Sharing closing thoughts on acute and chronic GVHD management, expert panelists first consider the value of multidisciplinary care.
Corey Cutler, MD, MPH, FRCPC: It takes a village, obviously, to treat both acute and chronic graft-vs-host disease [GVHD]. Linda, do you want to tell us any pearls you might have on employing this multidisciplinary team to treat acute and chronic GVHD?
Linda Perry, PA-C: Sure. And I do think the multidisciplinary approach tends to apply a little bit more with chronic GVHD. Mainly because of the variety of manifestations that are seen. As the transplant team, of course, we’re the primary team involved that is driving everything, but we can’t do it all by ourselves, that’s for sure. We do routinely incorporate our pulmonary team for virtually all patients with lung GVHD so they have a pulmonologist available and waiting, should they run into issues as well. We’ll get our oral medicine folks involved, that’s what they’re trained to do, and even though we might be aware of the vast majority of topical, oral, medications there will always be some pearls that are of use. And, of course, our ophthalmologists are critical.
There are so many different disciplines that can be involved, but even within just the transplant team itself, it does take a lot to manage somebody, especially with chronic GVHD, from the physician to ATP [Advanced Transplant Providers], triage nursing is handling the huge amount of phone calls and messages from these patients with a constant barrage of questions, and the pharmacy, with the logistics of getting a lot of the specialty medicine. This is not something that just 2 or 3 people on a team can handle by themselves, so it really is critical. Dermatologists, of course, are hugely involved with acute and chronic GVHD patients. It really does take a village, as you said.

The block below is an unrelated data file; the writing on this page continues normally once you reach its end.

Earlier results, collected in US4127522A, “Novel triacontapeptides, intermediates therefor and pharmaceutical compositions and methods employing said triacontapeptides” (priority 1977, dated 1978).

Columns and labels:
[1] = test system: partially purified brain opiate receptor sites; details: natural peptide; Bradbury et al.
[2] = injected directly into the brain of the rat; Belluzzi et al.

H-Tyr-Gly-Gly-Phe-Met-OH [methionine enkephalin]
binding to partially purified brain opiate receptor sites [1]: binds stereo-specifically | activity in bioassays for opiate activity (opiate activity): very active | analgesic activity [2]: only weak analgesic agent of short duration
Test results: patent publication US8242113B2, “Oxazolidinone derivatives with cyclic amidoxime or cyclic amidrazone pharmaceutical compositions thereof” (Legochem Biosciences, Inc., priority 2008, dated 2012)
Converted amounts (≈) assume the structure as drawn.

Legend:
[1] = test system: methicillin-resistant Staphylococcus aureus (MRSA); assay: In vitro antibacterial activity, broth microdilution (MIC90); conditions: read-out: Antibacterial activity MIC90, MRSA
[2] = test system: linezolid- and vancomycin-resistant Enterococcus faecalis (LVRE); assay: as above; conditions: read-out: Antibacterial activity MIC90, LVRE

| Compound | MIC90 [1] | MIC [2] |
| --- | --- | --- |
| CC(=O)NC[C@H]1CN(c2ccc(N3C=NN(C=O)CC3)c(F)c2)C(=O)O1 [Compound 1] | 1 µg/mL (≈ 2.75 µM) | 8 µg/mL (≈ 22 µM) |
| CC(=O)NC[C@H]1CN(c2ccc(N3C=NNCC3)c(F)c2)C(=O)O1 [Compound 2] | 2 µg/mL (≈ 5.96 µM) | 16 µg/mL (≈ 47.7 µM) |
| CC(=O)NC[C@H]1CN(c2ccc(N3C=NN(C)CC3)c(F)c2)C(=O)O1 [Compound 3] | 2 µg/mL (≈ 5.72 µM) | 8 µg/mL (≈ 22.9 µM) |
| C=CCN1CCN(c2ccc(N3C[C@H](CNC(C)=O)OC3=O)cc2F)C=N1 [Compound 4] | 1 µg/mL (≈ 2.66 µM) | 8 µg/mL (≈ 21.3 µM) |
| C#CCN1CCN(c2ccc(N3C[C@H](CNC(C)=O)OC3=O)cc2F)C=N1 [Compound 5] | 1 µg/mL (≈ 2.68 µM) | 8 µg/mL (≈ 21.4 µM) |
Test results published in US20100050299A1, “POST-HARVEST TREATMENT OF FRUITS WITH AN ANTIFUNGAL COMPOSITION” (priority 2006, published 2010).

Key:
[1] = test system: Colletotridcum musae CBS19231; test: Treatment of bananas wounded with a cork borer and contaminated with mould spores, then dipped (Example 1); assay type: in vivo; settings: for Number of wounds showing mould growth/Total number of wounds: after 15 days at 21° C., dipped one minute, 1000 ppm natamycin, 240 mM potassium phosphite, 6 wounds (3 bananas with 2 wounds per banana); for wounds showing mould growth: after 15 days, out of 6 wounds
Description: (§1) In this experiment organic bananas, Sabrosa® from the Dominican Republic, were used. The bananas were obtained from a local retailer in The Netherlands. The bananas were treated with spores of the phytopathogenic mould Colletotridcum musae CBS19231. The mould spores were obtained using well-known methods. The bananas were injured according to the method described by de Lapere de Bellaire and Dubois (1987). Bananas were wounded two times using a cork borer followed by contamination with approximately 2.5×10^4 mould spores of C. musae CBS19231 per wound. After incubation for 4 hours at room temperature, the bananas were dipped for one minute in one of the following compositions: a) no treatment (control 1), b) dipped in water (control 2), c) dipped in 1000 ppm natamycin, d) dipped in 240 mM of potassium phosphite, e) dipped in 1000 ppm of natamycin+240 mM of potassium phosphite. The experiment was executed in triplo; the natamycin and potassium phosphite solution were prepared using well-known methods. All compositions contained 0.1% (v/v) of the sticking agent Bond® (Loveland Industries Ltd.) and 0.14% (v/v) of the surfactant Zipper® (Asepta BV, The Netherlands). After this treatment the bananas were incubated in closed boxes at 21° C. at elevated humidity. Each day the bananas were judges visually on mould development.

Corey Cutler, MD, MPH, FRCPC: Yi-Bin, other elements to the team, social workers and psychosocial providers. How do you incorporate them into your management?
Yi-Bin Chen, MD: Probably not as optimally as we should, admittedly. I think certainly we have social workers devoted to our transplant team for all facets of transplant care starting from the beginning, prior to transplant, and then afterward. And certainly, patients who develop acute or chronic GVHD due to the aforementioned issues on quality of life, probably the inability to return to work, and subsequent issues that occur, do probably benefit from the help of our social workers more than those who are able to return to full performance status. I agree with everything that’s been said; I think, especially for chronic GVHD, we’re just recognizing all the issues. They’re always there, it’s just that now we have an increasing number of survivors, we have more options with agents.